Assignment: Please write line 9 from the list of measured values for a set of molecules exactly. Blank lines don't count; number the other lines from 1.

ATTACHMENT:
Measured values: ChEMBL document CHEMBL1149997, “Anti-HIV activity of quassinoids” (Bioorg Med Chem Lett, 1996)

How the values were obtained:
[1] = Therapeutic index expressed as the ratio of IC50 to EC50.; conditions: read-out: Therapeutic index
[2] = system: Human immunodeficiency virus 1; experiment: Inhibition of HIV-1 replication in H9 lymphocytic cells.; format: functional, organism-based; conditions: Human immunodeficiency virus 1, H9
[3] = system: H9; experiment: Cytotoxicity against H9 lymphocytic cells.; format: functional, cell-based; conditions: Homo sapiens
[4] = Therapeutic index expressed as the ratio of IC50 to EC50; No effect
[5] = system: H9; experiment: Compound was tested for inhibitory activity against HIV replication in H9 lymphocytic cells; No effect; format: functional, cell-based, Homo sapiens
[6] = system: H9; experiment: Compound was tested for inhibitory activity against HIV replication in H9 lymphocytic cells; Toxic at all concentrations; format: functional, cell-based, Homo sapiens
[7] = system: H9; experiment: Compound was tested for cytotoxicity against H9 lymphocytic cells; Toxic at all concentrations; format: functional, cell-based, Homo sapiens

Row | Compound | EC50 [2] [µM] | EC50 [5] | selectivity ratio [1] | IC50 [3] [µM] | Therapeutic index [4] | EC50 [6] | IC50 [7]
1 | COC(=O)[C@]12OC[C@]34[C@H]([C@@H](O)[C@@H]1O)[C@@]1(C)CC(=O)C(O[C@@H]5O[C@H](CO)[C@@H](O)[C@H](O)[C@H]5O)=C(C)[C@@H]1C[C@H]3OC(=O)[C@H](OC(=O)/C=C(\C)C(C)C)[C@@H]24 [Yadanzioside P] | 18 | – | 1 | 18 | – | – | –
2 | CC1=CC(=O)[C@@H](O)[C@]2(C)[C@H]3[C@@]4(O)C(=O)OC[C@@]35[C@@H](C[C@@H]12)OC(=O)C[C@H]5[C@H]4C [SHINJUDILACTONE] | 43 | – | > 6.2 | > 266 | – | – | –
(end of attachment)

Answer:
[7] = system: H9; experiment: Compound was tested for cytotoxicity against H9 lymphocytic cells; Toxic at all concentrations; format: functional, cell-based, Homo sapiens